Canada sports bet law sent to Senate for vote after NHL no-shows at hearing

TAGs: bob runciman, C-290, National Hockey League, ncaa, NHL, sports betting

canada-sports-betting-bill-nhlThe two-month (and counting) National Hockey League lockout is being cited as the cause of brewer Molson Coors’ recent decline in sales, particularly in Canada. CEO Peter Swinburn told the Canadian Press that the social gatherings at which hockey and beer are consumed in equal quantities “have disappeared off the map and you just can’t replicate them.” Swinburn said Molson Coors would seek “redress” from the NHL as a result of the labor stoppage. “I can’t quantify that and I don’t know because I don’t know the scale of how long the lockout is going to last.”

The labor strife (and bad weather in New York) also got blamed for the NHL’s last-minute decision to cancel the appearance of two of its high-profile representatives at the Standing Senate Committee for Legal and Constitutional Affairs’ final hearing on Canada’s C-290 single-game sports betting legislation. In lieu of human beings, the NHL sent a statement, which read in part:

“If single-game sports betting becomes a publicly fostered and sponsored institution, then the very nature of sports in North America will change, and we fear it will be changed for the worse. Such wagering poses perhaps the greatest threat to the integrity of our games, since it is far easier to engage in ‘match fixing’ in order to win single-game bets than it is in cases of parlay betting (as currently exists in Canada), where bets are determined on the basis of multiple game outcomes.”

The NHL’s absence left the testifying up to Tim Rahilly, Associate Vice-President, Students at Simon Fraser University in British Columbia. Rahilly related his concerns that single-game sports betting would negatively impact Canadian universities’ ability to host National Collegiate Athletic Association competitions. SFU is the first non-American book-learnin’ facility to be granted full active NCAA membership, and the NCAA gets quite peevish regarding holding its championship games in jurisdictions that offer sports betting. As such, Rahilly says SFU’s athletes would lose home-field advantage in any future contests in which they might be good and/or lucky enough to participate. These teams would also incur extra travel expenses by having to play ‘home’ games away from home.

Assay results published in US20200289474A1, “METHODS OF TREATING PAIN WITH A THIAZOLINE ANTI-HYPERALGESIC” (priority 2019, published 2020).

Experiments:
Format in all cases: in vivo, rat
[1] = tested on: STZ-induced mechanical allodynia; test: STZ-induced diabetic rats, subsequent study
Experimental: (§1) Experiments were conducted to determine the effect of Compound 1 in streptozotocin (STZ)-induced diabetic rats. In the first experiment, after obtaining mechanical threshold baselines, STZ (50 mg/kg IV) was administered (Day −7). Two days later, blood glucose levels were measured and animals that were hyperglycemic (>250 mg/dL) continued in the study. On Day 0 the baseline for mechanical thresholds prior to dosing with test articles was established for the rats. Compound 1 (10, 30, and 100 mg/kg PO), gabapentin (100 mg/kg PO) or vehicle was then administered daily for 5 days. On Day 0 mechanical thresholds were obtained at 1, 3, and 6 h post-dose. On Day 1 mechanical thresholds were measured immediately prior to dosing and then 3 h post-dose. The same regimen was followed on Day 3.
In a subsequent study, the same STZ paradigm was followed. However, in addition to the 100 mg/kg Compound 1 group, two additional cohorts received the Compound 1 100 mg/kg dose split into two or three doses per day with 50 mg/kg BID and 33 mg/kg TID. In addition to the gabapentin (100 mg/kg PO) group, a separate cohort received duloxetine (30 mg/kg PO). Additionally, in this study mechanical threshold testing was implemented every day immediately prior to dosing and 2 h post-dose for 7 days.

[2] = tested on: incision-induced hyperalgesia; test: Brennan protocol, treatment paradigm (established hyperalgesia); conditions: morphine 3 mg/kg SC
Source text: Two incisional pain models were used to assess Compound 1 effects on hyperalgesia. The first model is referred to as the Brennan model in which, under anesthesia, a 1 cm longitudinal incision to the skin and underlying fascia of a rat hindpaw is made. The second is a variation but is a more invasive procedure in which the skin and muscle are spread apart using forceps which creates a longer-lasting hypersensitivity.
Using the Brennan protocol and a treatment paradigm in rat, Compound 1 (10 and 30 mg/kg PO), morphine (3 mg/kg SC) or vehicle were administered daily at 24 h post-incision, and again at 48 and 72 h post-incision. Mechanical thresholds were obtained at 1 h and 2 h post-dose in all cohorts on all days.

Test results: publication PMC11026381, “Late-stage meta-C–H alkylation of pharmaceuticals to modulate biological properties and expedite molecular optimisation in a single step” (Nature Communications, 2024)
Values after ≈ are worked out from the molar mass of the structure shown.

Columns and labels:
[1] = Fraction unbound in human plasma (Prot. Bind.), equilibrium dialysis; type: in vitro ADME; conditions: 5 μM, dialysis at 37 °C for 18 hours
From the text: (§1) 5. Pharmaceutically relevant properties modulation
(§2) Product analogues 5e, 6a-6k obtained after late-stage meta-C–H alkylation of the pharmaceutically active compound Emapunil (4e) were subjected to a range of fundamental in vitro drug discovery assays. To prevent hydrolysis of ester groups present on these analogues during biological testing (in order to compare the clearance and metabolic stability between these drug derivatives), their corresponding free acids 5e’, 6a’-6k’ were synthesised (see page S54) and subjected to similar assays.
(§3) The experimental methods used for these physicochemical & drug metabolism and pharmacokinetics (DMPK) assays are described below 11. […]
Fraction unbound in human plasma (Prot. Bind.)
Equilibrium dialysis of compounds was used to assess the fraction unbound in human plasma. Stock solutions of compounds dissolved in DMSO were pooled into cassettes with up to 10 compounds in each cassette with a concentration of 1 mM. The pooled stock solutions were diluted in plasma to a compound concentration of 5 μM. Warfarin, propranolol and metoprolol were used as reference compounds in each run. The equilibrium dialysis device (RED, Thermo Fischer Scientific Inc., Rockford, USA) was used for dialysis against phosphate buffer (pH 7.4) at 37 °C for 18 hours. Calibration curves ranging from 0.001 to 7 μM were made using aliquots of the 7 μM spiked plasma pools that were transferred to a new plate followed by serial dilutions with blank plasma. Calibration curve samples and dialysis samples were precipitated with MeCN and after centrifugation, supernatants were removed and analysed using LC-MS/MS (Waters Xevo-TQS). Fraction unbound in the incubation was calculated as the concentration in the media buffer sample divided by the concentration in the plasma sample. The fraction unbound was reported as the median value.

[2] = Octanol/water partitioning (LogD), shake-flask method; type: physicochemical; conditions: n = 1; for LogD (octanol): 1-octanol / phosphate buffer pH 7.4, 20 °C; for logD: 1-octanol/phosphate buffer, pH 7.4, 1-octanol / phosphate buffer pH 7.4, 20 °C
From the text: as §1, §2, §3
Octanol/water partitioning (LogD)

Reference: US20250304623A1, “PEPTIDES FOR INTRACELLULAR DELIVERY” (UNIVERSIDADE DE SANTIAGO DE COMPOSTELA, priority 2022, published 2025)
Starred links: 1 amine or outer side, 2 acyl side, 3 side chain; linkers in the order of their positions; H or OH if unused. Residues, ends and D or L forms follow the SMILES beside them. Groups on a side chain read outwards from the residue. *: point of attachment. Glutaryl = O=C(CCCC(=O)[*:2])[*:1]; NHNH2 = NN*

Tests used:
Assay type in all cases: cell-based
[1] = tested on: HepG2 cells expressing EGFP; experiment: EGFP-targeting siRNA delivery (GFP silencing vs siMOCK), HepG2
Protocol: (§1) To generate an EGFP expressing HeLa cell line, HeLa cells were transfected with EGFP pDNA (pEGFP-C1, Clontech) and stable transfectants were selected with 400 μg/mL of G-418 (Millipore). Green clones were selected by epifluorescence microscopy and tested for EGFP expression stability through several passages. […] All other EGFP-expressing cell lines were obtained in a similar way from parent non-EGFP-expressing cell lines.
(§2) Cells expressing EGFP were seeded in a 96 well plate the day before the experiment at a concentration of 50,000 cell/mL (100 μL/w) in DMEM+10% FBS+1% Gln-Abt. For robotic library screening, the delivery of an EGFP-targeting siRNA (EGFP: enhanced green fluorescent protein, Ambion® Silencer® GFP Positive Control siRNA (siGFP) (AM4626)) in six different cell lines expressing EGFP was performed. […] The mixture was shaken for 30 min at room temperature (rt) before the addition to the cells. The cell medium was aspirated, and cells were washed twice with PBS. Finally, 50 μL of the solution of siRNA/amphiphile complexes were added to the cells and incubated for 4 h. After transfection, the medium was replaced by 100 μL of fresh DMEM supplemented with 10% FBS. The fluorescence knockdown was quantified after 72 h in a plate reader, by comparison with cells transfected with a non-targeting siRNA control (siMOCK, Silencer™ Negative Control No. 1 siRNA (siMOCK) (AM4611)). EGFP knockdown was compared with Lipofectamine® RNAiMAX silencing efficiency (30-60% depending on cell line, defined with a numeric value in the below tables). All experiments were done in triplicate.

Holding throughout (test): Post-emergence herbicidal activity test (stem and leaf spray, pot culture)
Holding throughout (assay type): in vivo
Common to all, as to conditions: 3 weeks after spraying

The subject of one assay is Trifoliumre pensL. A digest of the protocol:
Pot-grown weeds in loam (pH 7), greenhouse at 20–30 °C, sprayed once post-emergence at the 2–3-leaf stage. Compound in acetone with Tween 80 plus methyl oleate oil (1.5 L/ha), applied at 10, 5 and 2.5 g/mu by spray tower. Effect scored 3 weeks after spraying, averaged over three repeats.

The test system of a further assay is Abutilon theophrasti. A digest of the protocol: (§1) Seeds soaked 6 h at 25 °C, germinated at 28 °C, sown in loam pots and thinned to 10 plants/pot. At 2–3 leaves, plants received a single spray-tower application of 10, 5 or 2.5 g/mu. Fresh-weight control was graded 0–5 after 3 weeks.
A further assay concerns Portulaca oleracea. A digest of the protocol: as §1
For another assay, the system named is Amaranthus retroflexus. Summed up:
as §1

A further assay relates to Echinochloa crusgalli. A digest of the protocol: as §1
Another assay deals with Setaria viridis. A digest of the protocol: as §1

Rahilly said SFU had recently begun tracking gaming’s influence on its students, something Rahilly defined as “an emerging problem.” Rahilly claimed there was evidence to suggest university-age students preferred to bet with their friends rather than with online gambling sites, then paradoxically claimed that wider availability of sports betting options would result in more gambling. (Is Rahilly suggesting most students who bet on sports have friends who work for provincial lottery corporations?) When challenged on this point later, Rahilly doubled back, saying he had not seen any data on whether increased availability of gambling affected young adults and his statement was based on “observations” that were “in some cases, anecdotal.”

Committee chairman Sen. Brian Runciman was first to grill Rahilly following his statement. When spoke to Runciman a week ago, we told him about New England Patriots owner Robert Kraft’s statement that London, England deserved its own NFL franchise, a sentiment that stood in stark contrast to testimony from previous Committee witnesses that no league would expand into a jurisdiction in which single-game sports betting was permitted.